Basic research on the properties of matter using ultrasonic waves(
Book
)
1 edition published in 1966 in English and held by 1 WorldCat member library worldwide
CONTENTS: M.A. Breazeale, 'Finite Amplitude Waves in Liquids and Solids', Proceedings of the 5th ICA, Liege, Vol. Ia, D18 (1965). A.L. Van Buren and M.A. Breazeale, 'Distorted Wave Interaction at Boundaries', J. Acoust. Soc. Am. 38, 931 (A) (1965). Charles Ross Endsley III, 'A Study of Devices for the Concentration of Ultrasonic Waves', M.S. Thesis, The University of Tennessee (1965). A.L. Van Buren, 'Wave Interactions at Plane Boundaries'. A.A. Gedroits and V.A. Krasil'nikov, J. Exptl. Theoret. Phys. (USSR), 43, 1592 (1962). M.A. Breazeale and D.O. Thompson, Appl. Phys. Lett., 3, 77 (1963). A. Hikata, B. Chick and C. Elbaum, Appl. Phys. Lett., 3, 195 (1963)
1 edition published in 1966 in English and held by 1 WorldCat member library worldwide
CONTENTS: M.A. Breazeale, 'Finite Amplitude Waves in Liquids and Solids', Proceedings of the 5th ICA, Liege, Vol. Ia, D18 (1965). A.L. Van Buren and M.A. Breazeale, 'Distorted Wave Interaction at Boundaries', J. Acoust. Soc. Am. 38, 931 (A) (1965). Charles Ross Endsley III, 'A Study of Devices for the Concentration of Ultrasonic Waves', M.S. Thesis, The University of Tennessee (1965). A.L. Van Buren, 'Wave Interactions at Plane Boundaries'. A.A. Gedroits and V.A. Krasil'nikov, J. Exptl. Theoret. Phys. (USSR), 43, 1592 (1962). M.A. Breazeale and D.O. Thompson, Appl. Phys. Lett., 3, 77 (1963). A. Hikata, B. Chick and C. Elbaum, Appl. Phys. Lett., 3, 195 (1963)
A study of the ultrasonic spectrum in a resonant cavity(
Book
)
1 edition published in 1967 in English and held by 1 WorldCat member library worldwide
A spectrum analyzer is used to examine the ultrasonic spectra produced when large amplitude ultrasonic waves are caused to resonate in a waterfilled cavity. The cavity, consisting of a plane transducer and concave reflector, produces frequency components which appear to be the result of beating (a linear process) and/or modulation (a nonlinear process). A scheme for labelling the frequency components is developed. (Author)
1 edition published in 1967 in English and held by 1 WorldCat member library worldwide
A spectrum analyzer is used to examine the ultrasonic spectra produced when large amplitude ultrasonic waves are caused to resonate in a waterfilled cavity. The cavity, consisting of a plane transducer and concave reflector, produces frequency components which appear to be the result of beating (a linear process) and/or modulation (a nonlinear process). A scheme for labelling the frequency components is developed. (Author)
Studies of Linear and Nonlinear Ultrasonic Phenomena(
Book
)
1 edition published in 1978 in English and held by 1 WorldCat member library worldwide
The technical report is divided into three parts: Part I. Ultrasonic wave velocity and attenuation are measured in the critical mixing region of the binary liquid mixture hexane and beta, beta'dichloroethyl ether. The results are compared with results in other binary liquid mixtures. Part II. Comparison of the measurement of ultrasonic pressure amplitudes by four different techniques and measurement of ultrasonic wave velocity in solids by use of capacitive transducers. Part III. Nonlinear acoustics of solids is discussed. Nonlinearity parameters of germanium, fused silica, and copper are measured, and their temperature dependence is determined between 3 K and 300 K. (Author)
1 edition published in 1978 in English and held by 1 WorldCat member library worldwide
The technical report is divided into three parts: Part I. Ultrasonic wave velocity and attenuation are measured in the critical mixing region of the binary liquid mixture hexane and beta, beta'dichloroethyl ether. The results are compared with results in other binary liquid mixtures. Part II. Comparison of the measurement of ultrasonic pressure amplitudes by four different techniques and measurement of ultrasonic wave velocity in solids by use of capacitive transducers. Part III. Nonlinear acoustics of solids is discussed. Nonlinearity parameters of germanium, fused silica, and copper are measured, and their temperature dependence is determined between 3 K and 300 K. (Author)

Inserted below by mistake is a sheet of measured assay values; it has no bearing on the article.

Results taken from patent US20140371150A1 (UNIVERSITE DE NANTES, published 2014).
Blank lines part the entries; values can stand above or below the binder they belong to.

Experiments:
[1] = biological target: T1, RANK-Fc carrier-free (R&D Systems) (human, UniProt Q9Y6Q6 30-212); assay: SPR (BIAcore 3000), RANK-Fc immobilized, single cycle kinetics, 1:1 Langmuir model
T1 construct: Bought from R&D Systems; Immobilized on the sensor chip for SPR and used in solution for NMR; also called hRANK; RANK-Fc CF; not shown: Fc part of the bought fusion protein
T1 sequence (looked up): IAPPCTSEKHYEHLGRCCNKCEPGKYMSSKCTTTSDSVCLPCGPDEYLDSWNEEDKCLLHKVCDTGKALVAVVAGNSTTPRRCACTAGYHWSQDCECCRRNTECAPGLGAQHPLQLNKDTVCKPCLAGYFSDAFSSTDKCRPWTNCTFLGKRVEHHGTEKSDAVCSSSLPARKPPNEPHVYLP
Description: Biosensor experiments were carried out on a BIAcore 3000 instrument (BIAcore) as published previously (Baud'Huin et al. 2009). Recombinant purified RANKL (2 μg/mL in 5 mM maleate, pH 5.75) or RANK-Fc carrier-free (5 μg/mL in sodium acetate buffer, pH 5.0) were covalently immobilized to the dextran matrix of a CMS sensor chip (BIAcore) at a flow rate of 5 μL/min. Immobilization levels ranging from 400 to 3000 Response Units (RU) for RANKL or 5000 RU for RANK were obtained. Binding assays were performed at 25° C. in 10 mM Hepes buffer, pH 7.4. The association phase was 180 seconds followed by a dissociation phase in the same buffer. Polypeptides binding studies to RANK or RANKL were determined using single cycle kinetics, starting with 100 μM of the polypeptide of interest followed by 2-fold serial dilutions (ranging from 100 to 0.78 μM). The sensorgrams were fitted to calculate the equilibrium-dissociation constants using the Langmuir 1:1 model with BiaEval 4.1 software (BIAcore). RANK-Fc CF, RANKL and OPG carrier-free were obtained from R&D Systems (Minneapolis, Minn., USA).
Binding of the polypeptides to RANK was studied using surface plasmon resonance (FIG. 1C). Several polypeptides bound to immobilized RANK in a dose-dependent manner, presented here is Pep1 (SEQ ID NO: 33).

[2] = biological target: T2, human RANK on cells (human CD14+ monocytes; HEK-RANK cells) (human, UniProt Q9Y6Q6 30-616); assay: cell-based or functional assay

Ultrasonic Wave Reflection at LiquidSolid Interfaces(
Book
)
1 edition published in 1978 in English and held by 1 WorldCat member library worldwide
This technical report comprises ten publications on the reflection of ultrasonic waves at liquidsolid interfaces. Description is given of both experimental and theoretical advances in the understanding and utilization of reflection phenomena. Attention is concentrated primarily on the angles at which leaky surface waves are excited along the interface. Rayleigh angle phenomena are described, as well as the backward shift resulting from a periodicity superimposed on the interface. Utilization of these phenomena in nondestructive evaluation and in underwater acoustics is mentioned
1 edition published in 1978 in English and held by 1 WorldCat member library worldwide
This technical report comprises ten publications on the reflection of ultrasonic waves at liquidsolid interfaces. Description is given of both experimental and theoretical advances in the understanding and utilization of reflection phenomena. Attention is concentrated primarily on the angles at which leaky surface waves are excited along the interface. Rayleigh angle phenomena are described, as well as the backward shift resulting from a periodicity superimposed on the interface. Utilization of these phenomena in nondestructive evaluation and in underwater acoustics is mentioned
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 TENNESSEE UNIV KNOXVILLE ULTRASONICS LAB
 TENNESSEE UNIV KNOXVILLE Dept. of PHYSICS
 TENNESSEE UNIV KNOXVILLE Dept. of PHYSICS AND ASTRONOMY
 Chang, ChingTu
 Crum, Lawrence A.
 Du, G.
 Český svaz vědeckotechnických společností
 NATIONAL CENTER FOR PHYSICAL ACOUSTICS UNIVERSITY MS
 ČSVTS
 Shields, F. D.